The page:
Dr. Leah Chase, professor of biology and chemistry at Hope College, has received the highest honor presented by the international Faculty for Undergraduate Neuroscience professional organization.
Chase received FUN’s Career and Lifetime Achievement Award in January. The award recognizes outstanding efforts on behalf of undergraduate neuroscience education and research that may include singular achievements that have provided wide benefit to the undergraduate neuroscience community, or sustained efforts across years.
Chase led the development of the college’s interdisciplinary neuroscience program, which became a minor in 2004 and major in 2019, and directed the program for 13 years. A member of the Hope faculty since 2000, she has been active in promoting collegiate neuroscience education nationally through decades-long involvement with FUN that included a term as the organization’s president.
“Leah has been the major driving force behind our neuroscience program, and we are elated that her efforts and dedication to neuroscience teaching, research and mentoring were recognized by FUN,” said Hope neuroscience colleague Dr. Erika Calvo-Ochoa, an assistant professor of biology and neuroscience who nominated Chase for the award. “Leah is such an inspiration for her students, advisees, and colleagues. Hope’s academic community is very lucky to have her as faculty.”
Hope College’s neuroscience program unites faculty members from a variety of disciplines, including biology, chemistry, education, engineering, nursing, philosophy and psychology. The program’s introductory course — which is one of several courses that Chase developed — serves more than 100 students per year. Since its inception, the program has graduated 38 majors and 145 minors, and it has a current enrollment of 34 majors and 18 minors.
Chase teaches courses in neuroscience, biochemistry, and introductory biology and chemistry, and mentors students through collaborative research. Her research focuses on two areas of neuroscience: 1) the biochemical mechanisms neurons (including those involved in Parkinson’s disease) use to protect themselves from oxidative stress and 2) the neurochemical changes that are associated with neuropsychiatric disorders, such as bipolar disorder.
She has served FUN in a variety of capacities, including as a councilor from 2008 to 2010; as president-elect, president and past-resident from 2015 to 2017; and a member of the President’s Advisory Council from 2018 to 2021. In collaboration with other faculty, she has also shared expertise on developing interdisciplinary neuroscience programs and integrating research-based laboratories in undergraduate institutions through a series of articles in FUN’s Journal of Undergraduate Neuroscience Education.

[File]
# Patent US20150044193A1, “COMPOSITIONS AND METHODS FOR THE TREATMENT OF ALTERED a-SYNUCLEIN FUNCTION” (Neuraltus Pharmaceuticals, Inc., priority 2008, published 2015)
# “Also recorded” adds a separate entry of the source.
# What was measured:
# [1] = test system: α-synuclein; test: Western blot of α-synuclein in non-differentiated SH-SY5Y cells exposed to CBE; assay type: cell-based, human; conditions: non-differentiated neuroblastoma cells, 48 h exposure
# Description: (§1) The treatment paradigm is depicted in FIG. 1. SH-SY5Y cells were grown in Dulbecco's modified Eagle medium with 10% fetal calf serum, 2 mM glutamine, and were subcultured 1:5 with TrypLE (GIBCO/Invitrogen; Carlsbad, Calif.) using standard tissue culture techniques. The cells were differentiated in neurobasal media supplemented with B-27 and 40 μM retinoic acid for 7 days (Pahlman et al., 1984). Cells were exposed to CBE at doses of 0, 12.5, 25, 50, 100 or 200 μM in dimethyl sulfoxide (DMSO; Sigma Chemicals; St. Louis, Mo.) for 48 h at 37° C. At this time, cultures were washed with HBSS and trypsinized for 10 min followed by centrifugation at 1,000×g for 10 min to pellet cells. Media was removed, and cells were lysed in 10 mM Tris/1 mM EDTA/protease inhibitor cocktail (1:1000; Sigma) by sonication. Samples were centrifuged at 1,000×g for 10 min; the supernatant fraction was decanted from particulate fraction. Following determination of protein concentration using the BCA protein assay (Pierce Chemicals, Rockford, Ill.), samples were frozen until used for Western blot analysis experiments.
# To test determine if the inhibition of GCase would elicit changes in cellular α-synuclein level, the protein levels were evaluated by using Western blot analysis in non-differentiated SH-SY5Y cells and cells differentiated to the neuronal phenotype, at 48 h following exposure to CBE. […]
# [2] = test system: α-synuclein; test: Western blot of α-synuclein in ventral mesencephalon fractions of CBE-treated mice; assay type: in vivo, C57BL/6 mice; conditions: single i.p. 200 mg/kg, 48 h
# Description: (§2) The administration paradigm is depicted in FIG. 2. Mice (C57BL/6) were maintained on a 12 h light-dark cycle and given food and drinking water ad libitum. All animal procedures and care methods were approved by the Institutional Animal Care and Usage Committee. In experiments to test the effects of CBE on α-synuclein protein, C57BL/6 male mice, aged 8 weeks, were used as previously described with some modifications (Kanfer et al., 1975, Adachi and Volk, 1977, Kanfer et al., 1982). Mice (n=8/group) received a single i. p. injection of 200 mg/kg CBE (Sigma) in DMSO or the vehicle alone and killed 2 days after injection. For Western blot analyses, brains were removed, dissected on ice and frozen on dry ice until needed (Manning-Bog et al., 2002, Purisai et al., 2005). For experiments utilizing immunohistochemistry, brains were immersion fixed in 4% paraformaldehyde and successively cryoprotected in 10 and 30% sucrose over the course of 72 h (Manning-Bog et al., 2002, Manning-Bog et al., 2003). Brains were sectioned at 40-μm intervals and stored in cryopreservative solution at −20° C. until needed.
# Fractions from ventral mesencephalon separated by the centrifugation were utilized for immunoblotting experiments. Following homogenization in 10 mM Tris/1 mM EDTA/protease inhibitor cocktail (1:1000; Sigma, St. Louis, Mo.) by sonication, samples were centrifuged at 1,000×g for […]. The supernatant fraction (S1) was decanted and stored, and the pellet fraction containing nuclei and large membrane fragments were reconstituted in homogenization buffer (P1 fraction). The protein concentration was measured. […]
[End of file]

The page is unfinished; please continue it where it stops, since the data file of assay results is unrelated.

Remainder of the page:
Chase has received multiple external grants in support of her research and development of the neuroscience program, including from the Campbell Foundation and the National Science Foundation. Her support from the NSF included grants in 2002, 2006 and 2009 to create the college’s initial laboratory course in neuroscience, to obtain instrumentation to support her research program, and a research award to support her antioxidant-focused research project, respectively.
In 2020, she received the Janet Andersen Lecture Award from the Midstates Consortium for Math and Science, which honors faculty at consortium-member colleges and universities who have vigorous research programs involving undergraduates, who are engaged and skilled teachers, or who create interdisciplinary research opportunities for undergraduate students.
In 2019, Hope presented her with its Ruth and John Reed Faculty Achievement Award, which recognizes members of the faculty who are superior teachers and have also contributed significantly in some other area of professional life. The college named her a Towsley Research Scholar, a four-year award, in 2003.
Among other external professional activity in addition to her membership in FUN, she is a member of the Society for Neuroscience, the American Society for Biochemistry and Molecular Biology, and the American Society for Mass Spectrometry. She currently serves as the vice president of the Campbell Foundation.
Prior to joining the Hope faculty, Chase conducted postdoctoral training at the University of Minnesota, where she had completed her doctorate in biochemistry in 1999. She completed her Bachelor of Science degree at the University of Michigan-Flint in 1993.